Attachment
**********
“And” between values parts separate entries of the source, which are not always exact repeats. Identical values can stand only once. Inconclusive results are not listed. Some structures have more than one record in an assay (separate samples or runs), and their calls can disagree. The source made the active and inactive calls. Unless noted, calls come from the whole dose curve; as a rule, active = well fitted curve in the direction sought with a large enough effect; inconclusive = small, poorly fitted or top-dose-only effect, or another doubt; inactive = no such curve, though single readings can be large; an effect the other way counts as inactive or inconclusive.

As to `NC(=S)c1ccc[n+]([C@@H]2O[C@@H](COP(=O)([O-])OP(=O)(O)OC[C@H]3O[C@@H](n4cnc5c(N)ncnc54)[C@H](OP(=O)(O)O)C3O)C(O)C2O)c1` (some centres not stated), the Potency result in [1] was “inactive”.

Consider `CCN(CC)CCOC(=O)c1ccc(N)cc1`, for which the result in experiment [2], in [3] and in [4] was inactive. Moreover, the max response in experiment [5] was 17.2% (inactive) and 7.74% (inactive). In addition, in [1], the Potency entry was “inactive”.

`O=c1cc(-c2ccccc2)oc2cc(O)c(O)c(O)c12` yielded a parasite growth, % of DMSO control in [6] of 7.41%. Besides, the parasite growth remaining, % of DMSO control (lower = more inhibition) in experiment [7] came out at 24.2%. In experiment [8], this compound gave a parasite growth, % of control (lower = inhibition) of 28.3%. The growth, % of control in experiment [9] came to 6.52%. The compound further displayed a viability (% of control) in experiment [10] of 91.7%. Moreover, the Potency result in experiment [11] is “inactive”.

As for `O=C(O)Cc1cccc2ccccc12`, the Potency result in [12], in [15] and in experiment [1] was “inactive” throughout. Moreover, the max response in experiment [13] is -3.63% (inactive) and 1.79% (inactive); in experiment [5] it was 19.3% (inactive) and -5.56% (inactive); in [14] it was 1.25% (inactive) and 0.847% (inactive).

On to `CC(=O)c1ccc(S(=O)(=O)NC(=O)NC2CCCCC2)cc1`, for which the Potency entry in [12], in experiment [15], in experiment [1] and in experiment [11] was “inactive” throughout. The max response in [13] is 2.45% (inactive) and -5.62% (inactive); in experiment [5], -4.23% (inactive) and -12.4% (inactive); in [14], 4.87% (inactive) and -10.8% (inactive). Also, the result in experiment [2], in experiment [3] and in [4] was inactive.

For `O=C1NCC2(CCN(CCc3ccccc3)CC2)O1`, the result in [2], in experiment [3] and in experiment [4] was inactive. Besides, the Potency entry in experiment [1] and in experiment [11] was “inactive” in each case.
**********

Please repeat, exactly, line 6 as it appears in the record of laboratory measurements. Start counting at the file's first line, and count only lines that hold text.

On to `CC(=O)c1ccc(S(=O)(=O)NC(=O)NC2CCCCC2)cc1`, for which the Potency entry in [12], in experiment [15], in experiment [1] and in experiment [11] was “inactive” throughout. The max response in [13] is 2.45% (inactive) and -5.62% (inactive); in experiment [5], -4.23% (inactive) and -12.4% (inactive); in [14], 4.87% (inactive) and -10.8% (inactive). Also, the result in experiment [2], in experiment [3] and in [4] was inactive.